Torrance labels the statement above as the objective aspect of the atonement and goes on to discuss the Baptism of the Spirit as the subjective aspect and “the community of the covenant” (the church) as the middle term (pp. 189-192). By taking the church into account, he argues that there is “a twofold range of the covenant, as universal, and yet as particular reaching out to the universal.”

Torrance’s solution to the universal and particular aspects of the atonement is intriguing and not entirely uncongenial to a Reformed perspective. The purpose here, however, is to look at Torrance’s polemical tactics. In other words, we are discussing how he defines and rejects the Reformed doctrine of limited atonement. He begins by reasoning that the Atonement has the same range as the Incarnation. He also asserts that only way that the Atonement can have a limited representation is if it can be separated from the Incarnation. Evidently, Torrance is referring to conclusions already reached in his lectures on the Incarnation. Even so, the rule that he wants to lay down at this point is highly debatable. Torrance asserts a false dilemma by arguing that you can have limited atonement, or you can have an Atonement united to the Incarnation, but you cannot have both. When we read of the Incarnation in the Gospel of Matthew we are told that the Lord will be named Jesus, because He will save His people from their sins (Matthew 1:21). The historic Reformed view argues that there is indeed a universal aspect of the Atonement. Christ received a people from the Father drawn from all the nations of the earth. With His Incarnation and Atonement, Christ fulfills the promise to Abraham and blesses the whole world. This is all true without losing or downplaying the fact that Christ saves humanity by atoning for a new humanity united to Him in the church.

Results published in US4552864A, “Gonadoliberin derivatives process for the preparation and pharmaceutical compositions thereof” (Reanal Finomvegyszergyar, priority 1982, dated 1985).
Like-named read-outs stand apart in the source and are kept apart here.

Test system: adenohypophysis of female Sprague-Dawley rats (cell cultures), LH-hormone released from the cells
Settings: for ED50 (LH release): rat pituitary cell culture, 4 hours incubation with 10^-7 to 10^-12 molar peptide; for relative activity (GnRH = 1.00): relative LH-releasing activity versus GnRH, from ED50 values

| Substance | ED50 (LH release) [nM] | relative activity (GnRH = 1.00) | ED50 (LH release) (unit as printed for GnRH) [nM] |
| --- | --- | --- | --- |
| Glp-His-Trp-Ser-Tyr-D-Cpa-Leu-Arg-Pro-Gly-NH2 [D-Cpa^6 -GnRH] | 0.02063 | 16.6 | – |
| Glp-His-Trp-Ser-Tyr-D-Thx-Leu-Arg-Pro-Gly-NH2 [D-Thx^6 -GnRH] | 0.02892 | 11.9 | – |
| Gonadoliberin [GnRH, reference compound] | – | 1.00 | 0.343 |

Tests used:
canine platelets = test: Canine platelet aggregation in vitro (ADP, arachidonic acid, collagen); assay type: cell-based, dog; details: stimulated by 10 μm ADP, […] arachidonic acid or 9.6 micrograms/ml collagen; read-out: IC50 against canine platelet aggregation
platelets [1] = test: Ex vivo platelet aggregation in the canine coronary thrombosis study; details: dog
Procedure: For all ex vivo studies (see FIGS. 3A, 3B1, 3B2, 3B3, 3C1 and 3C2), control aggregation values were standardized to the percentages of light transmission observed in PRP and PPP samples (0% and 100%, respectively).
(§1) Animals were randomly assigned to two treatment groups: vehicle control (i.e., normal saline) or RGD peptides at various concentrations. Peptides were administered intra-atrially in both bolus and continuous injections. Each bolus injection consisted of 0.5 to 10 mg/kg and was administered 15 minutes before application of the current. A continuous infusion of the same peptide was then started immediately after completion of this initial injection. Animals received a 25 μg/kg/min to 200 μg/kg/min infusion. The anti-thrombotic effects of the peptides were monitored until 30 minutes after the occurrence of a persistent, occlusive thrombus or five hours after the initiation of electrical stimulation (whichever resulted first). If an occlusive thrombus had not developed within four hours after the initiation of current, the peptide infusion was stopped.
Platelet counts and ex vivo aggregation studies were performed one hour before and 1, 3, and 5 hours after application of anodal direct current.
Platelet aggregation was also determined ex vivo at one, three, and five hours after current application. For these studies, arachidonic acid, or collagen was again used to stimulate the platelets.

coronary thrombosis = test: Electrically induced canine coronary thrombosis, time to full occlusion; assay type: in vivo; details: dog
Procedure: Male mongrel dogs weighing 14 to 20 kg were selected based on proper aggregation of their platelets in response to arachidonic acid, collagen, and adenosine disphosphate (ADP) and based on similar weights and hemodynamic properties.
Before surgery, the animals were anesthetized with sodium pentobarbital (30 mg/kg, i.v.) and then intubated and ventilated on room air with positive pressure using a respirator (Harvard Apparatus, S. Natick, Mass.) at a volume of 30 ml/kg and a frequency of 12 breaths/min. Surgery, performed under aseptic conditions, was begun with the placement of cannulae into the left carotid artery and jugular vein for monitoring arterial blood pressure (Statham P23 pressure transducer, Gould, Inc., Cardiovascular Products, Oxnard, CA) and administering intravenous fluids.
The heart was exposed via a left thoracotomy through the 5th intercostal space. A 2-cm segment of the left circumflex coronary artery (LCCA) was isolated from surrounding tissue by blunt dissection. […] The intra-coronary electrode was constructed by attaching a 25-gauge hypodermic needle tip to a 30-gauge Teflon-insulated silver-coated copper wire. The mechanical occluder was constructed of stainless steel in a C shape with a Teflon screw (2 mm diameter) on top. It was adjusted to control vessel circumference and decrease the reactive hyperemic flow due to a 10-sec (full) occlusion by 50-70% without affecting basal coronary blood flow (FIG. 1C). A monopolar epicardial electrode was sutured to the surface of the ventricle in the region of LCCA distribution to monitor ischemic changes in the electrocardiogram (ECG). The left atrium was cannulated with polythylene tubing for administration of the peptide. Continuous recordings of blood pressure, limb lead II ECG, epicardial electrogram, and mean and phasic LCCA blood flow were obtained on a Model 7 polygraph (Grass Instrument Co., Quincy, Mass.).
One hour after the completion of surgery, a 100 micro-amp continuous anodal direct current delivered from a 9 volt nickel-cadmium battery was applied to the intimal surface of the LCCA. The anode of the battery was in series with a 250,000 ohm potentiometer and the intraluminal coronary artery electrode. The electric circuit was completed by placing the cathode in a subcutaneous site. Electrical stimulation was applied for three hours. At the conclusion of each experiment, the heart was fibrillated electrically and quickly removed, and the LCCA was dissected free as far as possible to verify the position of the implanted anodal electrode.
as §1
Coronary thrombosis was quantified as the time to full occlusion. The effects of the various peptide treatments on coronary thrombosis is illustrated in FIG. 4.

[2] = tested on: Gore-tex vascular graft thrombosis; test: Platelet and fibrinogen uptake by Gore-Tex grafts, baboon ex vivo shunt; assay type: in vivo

Torrance makes more cumbersome attempts to dismiss the Reformed view besides his argument about supposed separation of the Atonement and Incarnation. He introduces another false dilemma on page 184, this time also launching unhelpful rhetorical devices. Torrance speaks of how the “hyper-Calvinist… argues in this way, that in Christ’s life and especially in his death on the cross, the deity of Christ was in repose. He suffered only in his humanity.” Torrance proceeds to argue that we must say that God the Judge was himself judged in our place. Now, this is true as long as it is understood that Christ bore our sins in the unity of his person, as the God-Man (theanthropos). Nevertheless, it is not true that asserting that Christ suffered in his humanity is Nestorianism (as Torrance does) or some other kind of error. We assert that God purchased His church with His own blood (Acts 20:28). (Note again, incidentally, that the universalism of the atonement is qualified by the eternal purpose to effectually purchase the church!). Yet orthodox Christians assert that Christ suffered and died according to the human nature. If Torrance affirms that the Son of God died according to the divine nature he would deny the immutability of God. Christ, in his Incarnation, acts as a divine-human person, but not all actions are according to both natures. The Lord does not die according to his Divinity.